Norman Dietz’s resonant voice, and his affable delivery, makes him the ideal actor to perform the spirited memoir Roughing It: A Personal Narrative by writer Mark Twain. This entertaining travelogue explores a seven-year journey through the wilderness of the American west. The original plan had been a mere three-month excursion to tour silver mines. Twain traveled with his brother Orion Clemens - the Secretary of Nevada Territory - and derived much humor from their adventures in unfamiliar landscapes and situations.
The French and Indian War adventures of Hawk-eye, a reclusive white woodsman, and his Indian friend, Chingachgook, have contributed much to the frontier mythos. The story of two men who are at odds with their own people, but reluctantly agree to guide two sisters through hostile Indian country, has found an enduring place in the literary and cultural history of America.
James Fenimore Cooper is widely acknowledged as the pre-eminent American writer of his time. The Last of the Mohicans is one of his most popular and critically-acclaimed works. Larry McKeever's animated and skillful narration intensifies the novel's romance and drama and brings its tragic characters fully to life.
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"Want to relish your early American history, to thrill again at the suspense of forest dangers, to wonder whether Hawkeye will ever quite forsake the trail for a tender passage of love and domesticity? Then this book is for you." (Chicago Sunday Tribune)
This read a lot fresher than I expected from a book which is now almost 200 years old (although, note that the narrator reads the footnotes without any warning--at first, I thought Cooper must have been post-modern!). The most surprising and intringuing aspect was its temporal scope: the events of all 400 pages (14 hours) occur within just a few days. This means the pace of the story-telling is relaxed, even when the action is not, affording loads of detail and creating very effective suspense (reminiscent of Hemingway's _For Whom the Bell Tolls_). For the most part, this immersion keeps the reader fully interested, but sometimes it becomes tedious, e.g., the Homeric burial rites at the end. The most memorable scenes are those relating the shocking horrors perpetrated by American Natives, dubious tellings which obviously should now be taken with several grains of salt.
This was my first Cooper novel. He spins a wonderful adventure tale which greatly caught me by surprise. The rendition by the narrator is done excellently, as well.
An engaging immersion in the French and Indian War, among the savagery of the Indians, caught between the powers of France and England. The story of the Mohican and the Delaware tribes, decimated by more than a century of contact with whites. Interesting characterization of Hawkeye and of his Indian brothers. Even the Huron villain is understandable. Better than any of the movie versions of the story, even though somewhat dated in style. Excellent narration.
the book is so much worse then the movie. Even the movie was boring at the beginning so I gave it a chance. It was hard to follow. I had to go to wikipedia to read about the plot and after listening for 3 hours I didn't remember anything that went on. I actually wanted to punch the author when I was reading it, but I guess the narrator was reading the footnotes at the same time. I like to get lost in the book but the author and narrator take you outside the book. Like the 1st scene with the mohicans the narrator says I will tell translate the language of the mohicans into english so you can understand, then kept referring to hawkeye as the white man then the narrator said I will no refer to the white man as hawkeye as he is known. It felt like I was listening to a text book with a little bit of dialogue thrown in, very hard to follow what is going on.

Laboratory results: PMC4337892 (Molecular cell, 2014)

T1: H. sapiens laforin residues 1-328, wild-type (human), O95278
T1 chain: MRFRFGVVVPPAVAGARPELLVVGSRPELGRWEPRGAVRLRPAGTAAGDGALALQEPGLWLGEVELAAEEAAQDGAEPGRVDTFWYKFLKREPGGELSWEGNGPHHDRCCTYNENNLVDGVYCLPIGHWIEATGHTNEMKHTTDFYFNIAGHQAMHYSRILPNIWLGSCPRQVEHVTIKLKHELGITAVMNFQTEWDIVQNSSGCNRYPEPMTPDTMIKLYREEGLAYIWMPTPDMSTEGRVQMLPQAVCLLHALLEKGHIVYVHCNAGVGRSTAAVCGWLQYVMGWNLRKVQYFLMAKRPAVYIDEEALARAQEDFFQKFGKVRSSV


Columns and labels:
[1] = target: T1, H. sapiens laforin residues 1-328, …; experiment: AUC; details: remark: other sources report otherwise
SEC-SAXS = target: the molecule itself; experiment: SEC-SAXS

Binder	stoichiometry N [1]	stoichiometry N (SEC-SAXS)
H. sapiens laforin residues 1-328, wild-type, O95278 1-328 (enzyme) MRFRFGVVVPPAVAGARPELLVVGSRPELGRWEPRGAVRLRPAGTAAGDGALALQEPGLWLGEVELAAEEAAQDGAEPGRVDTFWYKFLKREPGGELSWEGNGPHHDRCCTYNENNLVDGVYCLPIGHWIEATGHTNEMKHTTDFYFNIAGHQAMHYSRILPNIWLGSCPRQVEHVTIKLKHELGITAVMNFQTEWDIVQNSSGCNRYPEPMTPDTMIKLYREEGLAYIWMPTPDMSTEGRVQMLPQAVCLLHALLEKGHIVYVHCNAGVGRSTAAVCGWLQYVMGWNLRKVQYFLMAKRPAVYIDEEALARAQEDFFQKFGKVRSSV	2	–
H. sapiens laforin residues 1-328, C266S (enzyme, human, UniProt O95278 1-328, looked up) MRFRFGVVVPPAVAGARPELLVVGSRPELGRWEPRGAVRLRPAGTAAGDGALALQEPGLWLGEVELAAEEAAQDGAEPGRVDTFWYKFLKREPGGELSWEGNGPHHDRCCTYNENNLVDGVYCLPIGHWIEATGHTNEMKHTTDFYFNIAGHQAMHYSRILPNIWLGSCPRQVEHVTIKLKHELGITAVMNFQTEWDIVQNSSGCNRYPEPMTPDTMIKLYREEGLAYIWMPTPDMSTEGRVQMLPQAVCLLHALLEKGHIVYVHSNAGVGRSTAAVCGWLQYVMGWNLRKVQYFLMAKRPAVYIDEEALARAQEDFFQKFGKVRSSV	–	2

not very good narration, no changing of the voices when switching between characters.
don't have the narrator read the footnotes, perform don't huff and puff your way through it.
pass on this one.
I missed reading Cooper when I was in school, so I thought I would give him a try on audio. What drivel! His prose makes Faulkner?s seem short and concise. For the historic American novel I will stick to Irving and Hawthorne. P.S. The movie was great.
"Tomahawks to the fore"
Fantastic story but terribly difficult to listen to. Written in 19c english and therefore very flowery and needs 100% concentration. I didn't finish it.
"Enjoyable, but not quite there."
I cannot remember ever having said this before, but I thought the film was much better than the book. Invariably, film-makers destroy a good book, which this is, and for those who have read the book prior to watching the film, they are invariably disappointed. Not so in this case.
I felt this book dragged ever so slightly and was trying to look for a direction. There is a very linear plot which bounces along well enough with moments of action and moments of poingnancy. Unfortunately, there is never enough emotion for the reader to get involved in, and as the main (and one-dimensional) character's friends are North American Indians who hardly ever speak, and the main character is himself portrayed with all the depth of a Boys Own Annual hero, the listener feels they are involved in the daydream of the repressed author who has written this book for his own pleasure rather than that of others.
I loved the film, which in my opinion stands alone in it's genre, and commend the scriptwriter and film director for injecting action, passion and character into this enjoyable but average book.
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